Reviews

90s arcade inspired shmup, NEO: XYX hits Dreamcast and Neo Geo

Posted on by Dave Voyles in Reviews | Leave a comment

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This is the 2nd Dreamcast shmup I’ve received for review in the last 30 days. Who says the Dreamcast is dead? If the box art doesn’t raise a sense of nostalgia from within your soul, then nothing will.

I would have sworn that this 2D shooter was produced by a Japanese team in the 90s, but the mailing address on the package label told me otherwise. Truth be told, the masterminds behind this 90s arcade inspired shmup are two German brothers, Timm René Hellwig, who have been running NG:Dev since 2001. This is their 5th title, and most of which have been released for the Dreamcast or Neo Geo at this point.  I’ve always been interested in what inspires developers to build games on older hardware, especially at a time when platforms with large, established user bases are prevalent.

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Redux: Dark Matters finally hits the nostalgic button on our Dreamcast

Posted on by Dave Voyles in PC Reviews, Reviews | Leave a comment
Redux Dark Matters boss

The frustrating first boss

Redux: Dark Matters is a side scrolling shmup which was successfully funded via Kickstarter 18 months ago, after greatly surpassing its goal of $25,000 by about $28K. While the gameplay is not lightning fast, there are more than enough enemies and bullets to dodge, proving itself to be a challenge to even veteran players of the genre.

There are two difficulty settings, Normal and Veteran, and each offer a different ship for the player to use. I didn’t notice much of a difference in terms of the enemies when choosing Veteran, although that ship’s weapons certainly had a larger spread on screen.

Once I understood that I had a bullet-absorbing shield, the game became a bit easier, but that highlights one of my key issues with the game: its lack of instruction to the player. For example, the ship used on the Normal difficulty setting could refill its shield by collecting what could best be described as Corn Pops® throughout the level. However, I never saw the meter increase with the Veteran ship.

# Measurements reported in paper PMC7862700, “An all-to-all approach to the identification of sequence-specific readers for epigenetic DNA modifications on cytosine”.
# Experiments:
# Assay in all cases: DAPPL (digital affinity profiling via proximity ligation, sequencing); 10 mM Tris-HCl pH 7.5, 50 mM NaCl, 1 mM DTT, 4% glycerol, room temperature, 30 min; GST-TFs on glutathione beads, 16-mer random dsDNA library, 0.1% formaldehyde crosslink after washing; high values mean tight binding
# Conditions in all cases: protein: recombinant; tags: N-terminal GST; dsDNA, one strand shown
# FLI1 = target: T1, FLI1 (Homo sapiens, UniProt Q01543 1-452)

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Armless Octopus Video Review: State of Decay

Posted on by Daniel Campbell in PC, PC Reviews, Reviews, XBLA, XBLA Reviews | 1 Comment

State of Decay is a game…a game about zombies…there haven’t been many of those…right? Of course the truth is, there are FAR too many zombie games on the market. The real question; is State of Decay worth the $20 or is this one twitching corpse you should avoid? Let’s watch and see!

Armless Octopus Video Review: The Walking Dead (Game): Season 2 Episode 1

Posted on by Daniel Campbell in PC Reviews, PSN Reviews, Reviews, XBLA Reviews | Leave a comment

Season 2 of The Walking Dead has started! Is it any good though? Please join us for a look at the newest entry into the series as Armless Octopus shakes the video review stick in the direction of The Walking Dead: Season 2: Episode 1. Please enjoy.

The Swapper Review

Posted on by Alex Esten in PC, PC Reviews, Reviews | Leave a comment

the swapper cover

The Swapper is an interesting title because it is as derivative as it is unique. For every element it has borrowed from other games or movies, it introduces something completely fresh and new, and wraps it all up within a brilliantly subtle epistemological and ontological treatise on the nature of gaming. It is a product of an industry that uses focus groups as design tools while simultaneously boldly going where few titles, mainstream or indie, have ventured.

The major industry tropes are definitely present here, with scripted events, one-sided conversations between our mute hero (let’s call him “Jack”) and supporting characters, a platforming object collectathon, and a game world that gradually opens up, but it is all presented so smartly and beautifully that the first few hours of The Swapper are absolutely magnificent. Read more

Armless Octopus Video Review: Knights of Pen and Paper +1

Posted on by Daniel Campbell in PC Reviews, Reviews | Leave a comment

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A game about gathering a bunch of nerds around a table and have them all casting magic missiles at fictitious fantasy enemies? Straight ballin son. Alright, maybe it shouldn’t be classified as “Ballin” but the game is good enough to warrant a review from the Armless Octopus crew. Please watch and enjoy.

 

 

Gone Home Review

Posted on by Gil Almogi in PC, PC Reviews, Reviews | Leave a comment